Sunday, January 28, 2007

Widows of the cotton world-DNA Reports untold saga of farm widows

Widows of the cotton world-DNA Reports untold saga of farm widows

Widows of the cotton world

Jaideep Hardikar
Sunday, January 28, 2007 22:26 IST

A common tragedy binds together the families of cotton farmers’ who have lost their lives.

YAVATMAL: It’s a tale of three widows bound by a common thread of cotton; and policies of the state that their husbands vocally blamed for their plight before their death.

Savita Ghugul’s husband Dinesh fell to the police bullets in December 2006 at Wani cotton procurement centre, when a mob of cotton growers erupted in anger over delay in procurement of cotton. Dinesh, 35, had left his home in Mendholi village the morning he died; his body returned the next day amid police protection.

Sunita Girsawale’s man Pundalik chose to end himself in the Tehsil Agriculture Office when he ran out of patience and money. He was seeking help to buy a bullock under the Prime Minister’s much-trumpeted relief package, but someone in the tehsil office demanded bribe. A cheque of Rs4500 was found on his person after his death. People of his Tejapur village allege it was planted after his death.

And 20-year-old Pratibha Kuchankar’s husband Rameshwar consumed pesticide in Pandharkawda cotton procurement centre, ending his days of desperation. A stoic silence grips Pratibha’s maternal home in Veerkund village, where she has moved in after Rameshwar’s death on November 28, last year. It was only six months since their marriage, but the young farmer felt his condition would not improve. Still in shock, Pratibha lets her silence speak for her.

Savita, Sunita and Pratibha are women from different contexts, background and age groups, yet engulfed by a tragedy that emanates from a single source: Wrong policies. Well over a thousand farmers committed suicide in 2006 and close to 70 in January 2007 so far in Vidarbha’s six cotton districts. Notwithstanding the government’s rejection of these suicides as fallout of an agrarian emergency, the constituency of widows is growing at a frightening speed in the cotton country.

On the other hand, the farmers taking their own lives are increasingly becoming more vocal in their criticism of the government’s policies, and the suicide notes are being directed now straight to the Chief Minister or his deputy.

As Rameshwar Kuchankar, 27, said in his dying note before consuming poison in the market yard, “Mr CM, give us the price. Mr R R Patil, if you don’t give us Rs 3000 a
quintal, this issue (of farmers’ suicide) will aggravate.”

Rameshwar knew he was in losses after the cotton prices crashed to Rs1700-1900 this year from over Rs2200 a quintal. Then, in one poignant stroke, he wrote a line for his wife on one corner of that note. “Pratibha, I am sorry, please forgive me and get remarried.” In the end, he mentions: “No one in my family should be blamed for my death; if some one does that I won’t forgive him.”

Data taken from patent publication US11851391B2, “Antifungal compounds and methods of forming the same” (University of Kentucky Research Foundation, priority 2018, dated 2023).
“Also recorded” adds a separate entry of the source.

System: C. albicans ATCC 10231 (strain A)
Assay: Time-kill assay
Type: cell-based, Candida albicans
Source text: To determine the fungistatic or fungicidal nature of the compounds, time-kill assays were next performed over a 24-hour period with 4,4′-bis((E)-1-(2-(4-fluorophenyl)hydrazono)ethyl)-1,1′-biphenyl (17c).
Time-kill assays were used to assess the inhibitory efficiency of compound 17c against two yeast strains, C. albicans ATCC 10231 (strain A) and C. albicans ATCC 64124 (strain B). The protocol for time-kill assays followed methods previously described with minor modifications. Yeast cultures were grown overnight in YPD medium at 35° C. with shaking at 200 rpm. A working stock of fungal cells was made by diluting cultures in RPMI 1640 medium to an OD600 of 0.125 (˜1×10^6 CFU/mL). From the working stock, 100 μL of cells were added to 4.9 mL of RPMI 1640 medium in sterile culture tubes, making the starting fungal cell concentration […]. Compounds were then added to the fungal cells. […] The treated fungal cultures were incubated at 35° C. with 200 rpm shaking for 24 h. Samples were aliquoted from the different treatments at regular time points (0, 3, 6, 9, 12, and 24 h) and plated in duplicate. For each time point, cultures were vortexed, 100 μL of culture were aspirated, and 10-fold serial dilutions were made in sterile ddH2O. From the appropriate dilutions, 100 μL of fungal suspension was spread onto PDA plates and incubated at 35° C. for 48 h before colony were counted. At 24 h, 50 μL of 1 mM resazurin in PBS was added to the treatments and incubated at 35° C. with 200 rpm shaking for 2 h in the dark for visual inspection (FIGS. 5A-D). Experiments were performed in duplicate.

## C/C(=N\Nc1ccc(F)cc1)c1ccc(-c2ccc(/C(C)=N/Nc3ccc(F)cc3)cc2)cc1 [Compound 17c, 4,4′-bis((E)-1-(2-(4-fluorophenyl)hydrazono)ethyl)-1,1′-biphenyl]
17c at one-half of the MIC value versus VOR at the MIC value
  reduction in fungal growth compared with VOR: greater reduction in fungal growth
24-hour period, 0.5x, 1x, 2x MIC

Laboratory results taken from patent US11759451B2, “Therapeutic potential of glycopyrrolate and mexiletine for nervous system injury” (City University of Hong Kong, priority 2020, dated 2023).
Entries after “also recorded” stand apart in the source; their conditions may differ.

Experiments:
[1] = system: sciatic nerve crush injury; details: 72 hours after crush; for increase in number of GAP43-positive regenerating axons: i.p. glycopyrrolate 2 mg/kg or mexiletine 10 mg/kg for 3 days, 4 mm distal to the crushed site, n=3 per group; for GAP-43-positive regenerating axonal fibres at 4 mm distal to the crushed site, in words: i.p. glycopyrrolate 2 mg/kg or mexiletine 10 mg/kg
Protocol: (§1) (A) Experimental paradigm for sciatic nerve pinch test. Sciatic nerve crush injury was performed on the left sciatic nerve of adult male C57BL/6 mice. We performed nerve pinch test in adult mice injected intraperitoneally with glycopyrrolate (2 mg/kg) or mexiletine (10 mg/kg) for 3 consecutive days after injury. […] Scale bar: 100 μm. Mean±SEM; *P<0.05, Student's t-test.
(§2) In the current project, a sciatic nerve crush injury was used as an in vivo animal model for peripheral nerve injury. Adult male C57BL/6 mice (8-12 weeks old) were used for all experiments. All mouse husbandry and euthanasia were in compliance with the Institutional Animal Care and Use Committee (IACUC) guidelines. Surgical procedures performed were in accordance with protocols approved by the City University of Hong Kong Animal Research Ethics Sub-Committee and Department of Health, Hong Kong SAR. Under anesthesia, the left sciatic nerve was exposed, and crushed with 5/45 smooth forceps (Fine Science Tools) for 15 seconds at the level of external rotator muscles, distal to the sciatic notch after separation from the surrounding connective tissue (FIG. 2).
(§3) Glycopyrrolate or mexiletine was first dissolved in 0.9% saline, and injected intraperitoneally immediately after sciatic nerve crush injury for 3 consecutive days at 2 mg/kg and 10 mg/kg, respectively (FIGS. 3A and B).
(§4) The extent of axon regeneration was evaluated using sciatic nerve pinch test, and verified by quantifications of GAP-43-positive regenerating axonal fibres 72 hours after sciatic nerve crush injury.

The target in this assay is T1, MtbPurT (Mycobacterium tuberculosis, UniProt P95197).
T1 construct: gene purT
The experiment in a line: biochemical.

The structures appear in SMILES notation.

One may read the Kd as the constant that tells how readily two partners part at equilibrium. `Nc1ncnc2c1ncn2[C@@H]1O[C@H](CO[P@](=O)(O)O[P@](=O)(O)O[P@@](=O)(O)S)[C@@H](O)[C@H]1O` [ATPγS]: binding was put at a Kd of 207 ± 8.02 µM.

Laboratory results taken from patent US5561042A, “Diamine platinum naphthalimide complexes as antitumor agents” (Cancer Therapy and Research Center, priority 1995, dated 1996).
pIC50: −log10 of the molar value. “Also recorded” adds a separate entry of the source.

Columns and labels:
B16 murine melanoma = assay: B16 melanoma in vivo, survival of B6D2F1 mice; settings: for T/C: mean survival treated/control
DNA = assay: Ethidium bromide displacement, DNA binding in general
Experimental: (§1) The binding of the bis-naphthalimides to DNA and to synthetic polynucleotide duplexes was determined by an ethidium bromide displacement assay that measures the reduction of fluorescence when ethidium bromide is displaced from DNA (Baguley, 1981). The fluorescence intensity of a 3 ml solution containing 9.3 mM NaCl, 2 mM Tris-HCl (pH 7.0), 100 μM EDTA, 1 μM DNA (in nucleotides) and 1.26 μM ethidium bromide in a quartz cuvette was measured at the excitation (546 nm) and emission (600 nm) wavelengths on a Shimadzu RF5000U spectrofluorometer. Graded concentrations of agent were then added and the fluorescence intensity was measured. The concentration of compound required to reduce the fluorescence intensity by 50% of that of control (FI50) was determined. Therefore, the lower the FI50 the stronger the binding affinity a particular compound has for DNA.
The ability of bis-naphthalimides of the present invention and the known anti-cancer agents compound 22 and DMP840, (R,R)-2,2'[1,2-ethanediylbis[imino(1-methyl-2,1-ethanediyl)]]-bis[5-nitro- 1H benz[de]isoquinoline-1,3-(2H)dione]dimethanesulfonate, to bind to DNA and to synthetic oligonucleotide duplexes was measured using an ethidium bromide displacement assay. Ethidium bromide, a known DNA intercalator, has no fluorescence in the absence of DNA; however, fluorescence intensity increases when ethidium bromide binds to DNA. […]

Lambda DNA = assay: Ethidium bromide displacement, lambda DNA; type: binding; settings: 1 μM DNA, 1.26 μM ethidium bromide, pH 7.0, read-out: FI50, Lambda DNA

Pundalik, on the other hand, had had four years of crop failure. “He went at least 15 times to get the cheque from the agriculture office to buy a bullock, but some one there demanded bribe,” says his mother Parvatabai. “He had purchased two doors for this hut, but had to sell one to pay for his visits to Wani,” she informs. Sunita, his widow, has since taken to working as a farm labourer to earn a living and her three daughters - aged 14, 12 and 10 - look after the household chores.

Apparently, it was a slight provocation by some one in the agriculture office that proved the last straw for Pundalik. He had threatened them that he would end his life if they did not release his cheque; the officer said do as you like, and a desperate Pundalik consumed poison, a villager says.

In both Pundalik and Rameshwar’s cases, the government has declined the Rsone-lakh compensation, saying these were ‘non-genuine’ suicides, meaning the two farmers’ death was genuine, “but was not due to any agricultural crisis”. In Dinesh’s case, luckily, there’s no question of applying any parameter. He fell to a bullet that pierced his stomach. In one way though, Dinesh was a victim of the government’s neglect towards procurement of cotton. Had the centres worked round the clock to buy farmers’ yield the unprecedented protests may not have erupted in the first place, and Dinesh would have lived.

These three families lost their bread-winners in a span of one month. The same month, over a hundred farming households in Vidarbha also lost their head men, all choosing to take their lives. “The three farmers represent different hues of misery thanks to the government. One lost his life for no reason in police firing; the other was denied the relief that the PM himself declared in Nagpur; the third one felt, like all farmers of this region feel, he was denied a decent life,” says Kishor Tiwari of the Vidarbha Jan Andolan Samiti. “All of them had good family life and none was an alcoholic; it was the state’s policy and bureaucratic sham that took their lives,” he charges.

The questions staring Savita and her children are no less different than those facing Pratibha or Sunita and her three daughters. Alas, no less easy too.

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